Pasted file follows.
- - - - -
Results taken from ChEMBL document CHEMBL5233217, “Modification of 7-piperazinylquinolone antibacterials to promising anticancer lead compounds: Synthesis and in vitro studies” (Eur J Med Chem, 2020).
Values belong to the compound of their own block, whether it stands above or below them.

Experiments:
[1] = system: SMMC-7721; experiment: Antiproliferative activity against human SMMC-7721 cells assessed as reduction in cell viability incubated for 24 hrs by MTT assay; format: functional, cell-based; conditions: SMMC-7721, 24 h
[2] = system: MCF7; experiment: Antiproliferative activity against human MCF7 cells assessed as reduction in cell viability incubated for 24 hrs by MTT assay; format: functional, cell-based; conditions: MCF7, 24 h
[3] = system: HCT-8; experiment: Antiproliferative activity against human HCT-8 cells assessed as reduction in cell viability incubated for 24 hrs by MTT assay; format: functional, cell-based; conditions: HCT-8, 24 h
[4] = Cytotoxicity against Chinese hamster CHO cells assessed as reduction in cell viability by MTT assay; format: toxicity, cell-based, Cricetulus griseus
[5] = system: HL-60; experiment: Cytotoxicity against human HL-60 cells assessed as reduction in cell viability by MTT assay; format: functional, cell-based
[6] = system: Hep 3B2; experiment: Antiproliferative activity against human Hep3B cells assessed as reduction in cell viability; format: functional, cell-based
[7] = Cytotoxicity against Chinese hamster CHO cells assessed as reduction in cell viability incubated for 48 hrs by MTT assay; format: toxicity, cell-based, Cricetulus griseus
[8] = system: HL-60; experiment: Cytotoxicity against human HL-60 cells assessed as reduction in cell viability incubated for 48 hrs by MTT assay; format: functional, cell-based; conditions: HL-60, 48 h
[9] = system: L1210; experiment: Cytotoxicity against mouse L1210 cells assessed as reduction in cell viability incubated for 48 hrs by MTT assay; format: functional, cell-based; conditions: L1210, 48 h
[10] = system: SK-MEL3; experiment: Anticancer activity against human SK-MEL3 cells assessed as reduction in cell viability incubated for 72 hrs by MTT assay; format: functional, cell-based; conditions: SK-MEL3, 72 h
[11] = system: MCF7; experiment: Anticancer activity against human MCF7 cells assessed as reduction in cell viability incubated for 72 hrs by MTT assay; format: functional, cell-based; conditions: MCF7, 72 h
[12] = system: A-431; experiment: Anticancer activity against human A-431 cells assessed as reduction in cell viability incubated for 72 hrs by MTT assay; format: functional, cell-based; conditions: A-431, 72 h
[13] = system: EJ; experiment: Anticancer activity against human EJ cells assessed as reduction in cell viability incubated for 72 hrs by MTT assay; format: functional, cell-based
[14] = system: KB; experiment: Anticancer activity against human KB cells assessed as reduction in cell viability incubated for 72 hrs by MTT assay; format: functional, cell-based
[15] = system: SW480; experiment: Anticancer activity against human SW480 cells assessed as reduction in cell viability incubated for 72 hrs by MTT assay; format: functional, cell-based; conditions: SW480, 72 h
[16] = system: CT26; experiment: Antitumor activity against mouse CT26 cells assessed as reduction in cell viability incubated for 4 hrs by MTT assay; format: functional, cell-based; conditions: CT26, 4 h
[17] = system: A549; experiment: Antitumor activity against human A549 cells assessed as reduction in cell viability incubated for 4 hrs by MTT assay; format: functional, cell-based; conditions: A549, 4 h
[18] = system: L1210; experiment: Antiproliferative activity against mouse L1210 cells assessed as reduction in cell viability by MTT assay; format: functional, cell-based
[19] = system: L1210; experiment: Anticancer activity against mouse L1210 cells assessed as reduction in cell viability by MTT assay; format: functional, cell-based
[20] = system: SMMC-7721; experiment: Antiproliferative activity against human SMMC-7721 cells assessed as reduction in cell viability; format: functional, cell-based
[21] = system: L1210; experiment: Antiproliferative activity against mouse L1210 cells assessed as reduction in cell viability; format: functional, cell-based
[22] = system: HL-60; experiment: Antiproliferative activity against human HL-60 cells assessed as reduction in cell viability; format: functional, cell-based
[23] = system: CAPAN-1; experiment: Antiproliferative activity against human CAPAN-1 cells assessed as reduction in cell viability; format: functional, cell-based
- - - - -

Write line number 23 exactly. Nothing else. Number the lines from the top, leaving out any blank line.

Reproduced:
[20] = system: SMMC-7721; experiment: Antiproliferative activity against human SMMC-7721 cells assessed as reduction in cell viability; format: functional, cell-based